[Taxacom] Intellectual rights
scott.thomson321 at gmail.com
Sun Dec 13 07:50:12 CST 2015
Agree also, this is not a nomenclatural issue hence the definitions of a
publication in the Code are not relevant. Many people still consider
information only published on the internet as unpublished, which legally is
not true. However, as many who try to take down pirate sites find out it is
the laws in the country that holds the server that matter here, and not all
countries recognise copywrite law. Nevertheless, I suspect it was an
assumption on the basis of the recent authors that what was done on the
internet is not published that lead to this.
They should have acknowledged the synonymy by Brian Taylor in their work.
This does become a difficult and complex issue. On Wikipedia where I am a
member of both the Copywrite Cleanup and Dispute Resolution two things of
note. Copying information from a website to Wikipedia is considered breach
of copywrite but failing to acknowledge information on another website in
an article on Wikipedia is not. In a recent dispute resolution an editor
tried to include an online only paper he wrote as reference material for a
Wikipedia article his additions were overturned, due in part that they were
deemed unpublished (in part because of an issue in WP called NPoV). My
point here is that what is, and is not considered published on the internet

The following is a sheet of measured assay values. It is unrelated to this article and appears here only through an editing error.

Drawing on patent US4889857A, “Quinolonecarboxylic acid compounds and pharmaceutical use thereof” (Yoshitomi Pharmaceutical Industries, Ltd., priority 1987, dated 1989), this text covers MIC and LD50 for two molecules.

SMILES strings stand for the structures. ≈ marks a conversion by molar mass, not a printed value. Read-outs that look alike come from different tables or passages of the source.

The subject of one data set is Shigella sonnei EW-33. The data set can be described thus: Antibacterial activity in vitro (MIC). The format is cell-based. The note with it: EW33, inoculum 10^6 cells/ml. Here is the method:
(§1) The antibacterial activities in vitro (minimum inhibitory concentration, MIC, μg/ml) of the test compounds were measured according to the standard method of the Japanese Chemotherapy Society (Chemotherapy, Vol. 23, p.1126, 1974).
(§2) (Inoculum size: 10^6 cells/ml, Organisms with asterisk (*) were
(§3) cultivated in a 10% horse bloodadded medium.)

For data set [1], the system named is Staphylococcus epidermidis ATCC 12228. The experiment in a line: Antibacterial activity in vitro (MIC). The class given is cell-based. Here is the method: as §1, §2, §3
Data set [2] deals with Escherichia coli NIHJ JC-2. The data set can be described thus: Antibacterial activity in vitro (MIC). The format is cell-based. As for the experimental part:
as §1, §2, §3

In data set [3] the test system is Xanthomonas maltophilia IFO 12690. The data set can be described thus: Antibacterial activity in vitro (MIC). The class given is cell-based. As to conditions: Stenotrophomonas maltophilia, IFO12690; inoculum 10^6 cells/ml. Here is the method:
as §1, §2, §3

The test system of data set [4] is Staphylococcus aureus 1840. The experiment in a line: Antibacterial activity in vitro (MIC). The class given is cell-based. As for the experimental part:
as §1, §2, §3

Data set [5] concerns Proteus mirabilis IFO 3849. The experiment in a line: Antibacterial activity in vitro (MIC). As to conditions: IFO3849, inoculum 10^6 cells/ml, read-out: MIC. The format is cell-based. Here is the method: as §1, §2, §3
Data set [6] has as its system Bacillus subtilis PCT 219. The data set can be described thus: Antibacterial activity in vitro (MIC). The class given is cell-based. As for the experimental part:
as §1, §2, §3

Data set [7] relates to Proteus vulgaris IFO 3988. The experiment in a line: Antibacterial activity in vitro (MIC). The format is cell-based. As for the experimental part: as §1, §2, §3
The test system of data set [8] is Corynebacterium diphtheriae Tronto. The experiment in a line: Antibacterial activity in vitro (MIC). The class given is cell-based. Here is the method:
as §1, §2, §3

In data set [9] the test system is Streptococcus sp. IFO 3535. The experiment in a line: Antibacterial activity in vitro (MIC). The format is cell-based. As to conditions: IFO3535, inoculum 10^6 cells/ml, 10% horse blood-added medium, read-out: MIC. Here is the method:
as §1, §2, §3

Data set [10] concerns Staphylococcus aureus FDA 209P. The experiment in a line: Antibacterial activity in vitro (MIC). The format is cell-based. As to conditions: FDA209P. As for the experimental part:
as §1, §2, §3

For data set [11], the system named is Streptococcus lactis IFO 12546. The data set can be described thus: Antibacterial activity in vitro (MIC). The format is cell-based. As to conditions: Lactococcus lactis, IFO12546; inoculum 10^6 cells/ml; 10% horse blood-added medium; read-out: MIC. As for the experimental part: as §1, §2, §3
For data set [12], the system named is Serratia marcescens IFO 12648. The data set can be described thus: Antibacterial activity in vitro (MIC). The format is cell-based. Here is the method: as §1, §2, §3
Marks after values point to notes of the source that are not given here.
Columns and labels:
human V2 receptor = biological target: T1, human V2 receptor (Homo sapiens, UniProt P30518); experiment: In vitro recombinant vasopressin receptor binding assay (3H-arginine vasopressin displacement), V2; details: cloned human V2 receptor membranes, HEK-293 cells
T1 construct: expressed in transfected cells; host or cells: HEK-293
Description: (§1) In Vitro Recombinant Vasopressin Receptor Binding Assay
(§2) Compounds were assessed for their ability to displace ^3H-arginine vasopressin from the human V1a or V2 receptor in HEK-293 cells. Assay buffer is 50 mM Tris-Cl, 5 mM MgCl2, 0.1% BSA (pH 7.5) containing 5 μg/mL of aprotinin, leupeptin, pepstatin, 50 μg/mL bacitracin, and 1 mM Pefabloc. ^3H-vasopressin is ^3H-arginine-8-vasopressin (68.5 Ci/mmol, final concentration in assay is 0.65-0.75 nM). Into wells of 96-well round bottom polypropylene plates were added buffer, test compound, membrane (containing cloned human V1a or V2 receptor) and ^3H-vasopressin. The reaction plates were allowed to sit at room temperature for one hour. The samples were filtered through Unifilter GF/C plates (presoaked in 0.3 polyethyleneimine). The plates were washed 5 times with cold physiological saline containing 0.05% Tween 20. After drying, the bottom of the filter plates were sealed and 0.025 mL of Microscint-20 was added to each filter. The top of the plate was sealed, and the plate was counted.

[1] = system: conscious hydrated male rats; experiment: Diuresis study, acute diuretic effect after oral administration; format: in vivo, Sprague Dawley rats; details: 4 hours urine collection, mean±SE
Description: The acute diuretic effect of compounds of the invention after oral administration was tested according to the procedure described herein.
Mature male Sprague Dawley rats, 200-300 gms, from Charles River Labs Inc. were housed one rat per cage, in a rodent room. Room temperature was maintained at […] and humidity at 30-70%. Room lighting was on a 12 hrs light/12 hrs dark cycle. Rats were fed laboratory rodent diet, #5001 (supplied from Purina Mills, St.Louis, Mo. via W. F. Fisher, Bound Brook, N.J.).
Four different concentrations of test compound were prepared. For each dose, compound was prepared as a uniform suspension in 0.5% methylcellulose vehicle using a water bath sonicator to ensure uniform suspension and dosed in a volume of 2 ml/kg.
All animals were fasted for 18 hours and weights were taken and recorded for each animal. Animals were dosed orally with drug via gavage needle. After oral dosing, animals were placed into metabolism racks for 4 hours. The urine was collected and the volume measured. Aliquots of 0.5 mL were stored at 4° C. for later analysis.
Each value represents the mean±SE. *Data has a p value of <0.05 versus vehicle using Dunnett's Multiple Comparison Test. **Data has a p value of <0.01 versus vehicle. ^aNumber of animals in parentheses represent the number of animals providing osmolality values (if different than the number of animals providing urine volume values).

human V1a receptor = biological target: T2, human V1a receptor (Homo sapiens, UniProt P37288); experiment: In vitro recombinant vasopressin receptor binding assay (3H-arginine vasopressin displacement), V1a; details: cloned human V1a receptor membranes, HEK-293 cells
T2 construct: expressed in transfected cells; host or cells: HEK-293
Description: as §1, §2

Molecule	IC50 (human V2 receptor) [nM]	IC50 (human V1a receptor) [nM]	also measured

is still up in the air as to what to do with it.
My only suggestion would be to write to ZooKeys and see if they have a
policy on this, and then take it from there. Maybe they can issue a
On Sun, Dec 13, 2015 at 11:16 AM, Adam Cotton <adamcot at cscoms.com> wrote:
> ----- Original Message ----- From: "Richard Pyle" <
> deepreef at bishopmuseum.org>
> To: "'John Grehan'" <calabar.john at gmail.com>; "'Dr Brian Taylor'"
> <dr.brian.taylor at ntlworld.com>
> Cc: "'taxacom'" <Taxacom at mailman.nhm.ku.edu>
> Sent: Sunday, December 13, 2015 7:10 PM
> Subject: Re: [Taxacom] Intellectual rights
> Websites are definitely not considered as "published" in the sense of the
>> ICZN Code. There are formal rules established in the 2012 Amendment to the
>> Code associated with electronic publication. However, this discussion
>> concerns taxonomy, not nomenclature, so what the Code regards as a
>> publication is not very relevant. The reality is that the whole concept of
>> "Publish" is in flux right now (has been for a couple decades; and likely
>> will be for a couple more). The advent of the internet has actually shifted
>> the definition back towards its more original meaning: "to make public".
> I agree entirely with Rich here, websites are not recognised as valid
> publications under the ICZN Code of Nomenclature, thus new names proposed
> websites would not be treated as validly published. However the Code does
> not cover taxonomic acts (eg new synonymy), and since these are basically
> subjective opinion, there is no reason why such acts should not be cited as
> original work even though they are 'only' published on a website.
> In Dr. Taylor's case it is possible that the researchers came to the same
> conclusion independently and without ever seeing his website, although this
> seems highly unlikely since the website is cited in papers they cited. It
> more likely that the authors were also under the mistaken impression that
> websites "do not count" for taxonomic (as opposed to nomenclatural) acts.
> The distinction between nomenclature and taxonomy is somewhat subtle, and
> many scientists don't even realise there is a difference.
> The best guideline for anyone who is uncertain is that anything regulated
> the ICZN Code should be treated as nomenclature and everything else as
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